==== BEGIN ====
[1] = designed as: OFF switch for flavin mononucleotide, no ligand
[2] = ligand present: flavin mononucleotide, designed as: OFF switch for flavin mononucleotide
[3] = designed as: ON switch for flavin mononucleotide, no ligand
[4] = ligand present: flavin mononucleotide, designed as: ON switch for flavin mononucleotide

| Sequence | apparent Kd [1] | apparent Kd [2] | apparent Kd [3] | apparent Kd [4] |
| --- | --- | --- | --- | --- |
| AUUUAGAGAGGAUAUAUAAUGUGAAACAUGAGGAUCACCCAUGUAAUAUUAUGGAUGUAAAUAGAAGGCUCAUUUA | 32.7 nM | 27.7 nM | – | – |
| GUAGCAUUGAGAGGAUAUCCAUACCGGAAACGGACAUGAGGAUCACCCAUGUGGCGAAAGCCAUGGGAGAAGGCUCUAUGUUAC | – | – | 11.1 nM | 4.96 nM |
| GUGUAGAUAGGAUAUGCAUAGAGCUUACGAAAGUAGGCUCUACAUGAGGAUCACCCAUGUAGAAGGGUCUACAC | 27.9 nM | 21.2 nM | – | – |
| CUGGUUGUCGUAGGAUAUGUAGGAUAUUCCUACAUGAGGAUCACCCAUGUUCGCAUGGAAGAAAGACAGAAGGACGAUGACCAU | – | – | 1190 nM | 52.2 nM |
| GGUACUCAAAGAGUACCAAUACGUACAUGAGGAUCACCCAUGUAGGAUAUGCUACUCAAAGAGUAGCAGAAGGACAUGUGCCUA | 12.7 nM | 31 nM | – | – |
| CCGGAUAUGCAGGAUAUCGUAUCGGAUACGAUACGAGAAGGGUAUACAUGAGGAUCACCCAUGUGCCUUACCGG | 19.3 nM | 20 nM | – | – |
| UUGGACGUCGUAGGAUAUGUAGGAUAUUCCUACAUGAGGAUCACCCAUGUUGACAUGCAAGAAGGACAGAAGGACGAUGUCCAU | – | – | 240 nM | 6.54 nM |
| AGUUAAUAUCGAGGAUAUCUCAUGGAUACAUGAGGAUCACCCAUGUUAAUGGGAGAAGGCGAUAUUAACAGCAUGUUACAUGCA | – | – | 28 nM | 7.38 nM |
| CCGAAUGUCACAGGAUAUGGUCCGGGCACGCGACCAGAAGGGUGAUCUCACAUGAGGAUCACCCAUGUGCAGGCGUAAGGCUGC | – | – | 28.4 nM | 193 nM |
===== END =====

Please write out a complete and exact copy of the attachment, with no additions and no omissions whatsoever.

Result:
[1] = designed as: OFF switch for flavin mononucleotide, no ligand
[2] = ligand present: flavin mononucleotide, designed as: OFF switch for flavin mononucleotide
[3] = designed as: ON switch for flavin mononucleotide, no ligand
[4] = ligand present: flavin mononucleotide, designed as: ON switch for flavin mononucleotide

| Sequence | apparent Kd [1] | apparent Kd [2] | apparent Kd [3] | apparent Kd [4] |
| --- | --- | --- | --- | --- |
| AUUUAGAGAGGAUAUAUAAUGUGAAACAUGAGGAUCACCCAUGUAAUAUUAUGGAUGUAAAUAGAAGGCUCAUUUA | 32.7 nM | 27.7 nM | – | – |
| GUAGCAUUGAGAGGAUAUCCAUACCGGAAACGGACAUGAGGAUCACCCAUGUGGCGAAAGCCAUGGGAGAAGGCUCUAUGUUAC | – | – | 11.1 nM | 4.96 nM |
| GUGUAGAUAGGAUAUGCAUAGAGCUUACGAAAGUAGGCUCUACAUGAGGAUCACCCAUGUAGAAGGGUCUACAC | 27.9 nM | 21.2 nM | – | – |
| CUGGUUGUCGUAGGAUAUGUAGGAUAUUCCUACAUGAGGAUCACCCAUGUUCGCAUGGAAGAAAGACAGAAGGACGAUGACCAU | – | – | 1190 nM | 52.2 nM |
| GGUACUCAAAGAGUACCAAUACGUACAUGAGGAUCACCCAUGUAGGAUAUGCUACUCAAAGAGUAGCAGAAGGACAUGUGCCUA | 12.7 nM | 31 nM | – | – |
| CCGGAUAUGCAGGAUAUCGUAUCGGAUACGAUACGAGAAGGGUAUACAUGAGGAUCACCCAUGUGCCUUACCGG | 19.3 nM | 20 nM | – | – |
| UUGGACGUCGUAGGAUAUGUAGGAUAUUCCUACAUGAGGAUCACCCAUGUUGACAUGCAAGAAGGACAGAAGGACGAUGUCCAU | – | – | 240 nM | 6.54 nM |
| AGUUAAUAUCGAGGAUAUCUCAUGGAUACAUGAGGAUCACCCAUGUUAAUGGGAGAAGGCGAUAUUAACAGCAUGUUACAUGCA | – | – | 28 nM | 7.38 nM |
| CCGAAUGUCACAGGAUAUGGUCCGGGCACGCGACCAGAAGGGUGAUCUCACAUGAGGAUCACCCAUGUGCAGGCGUAAGGCUGC | – | – | 28.4 nM | 193 nM |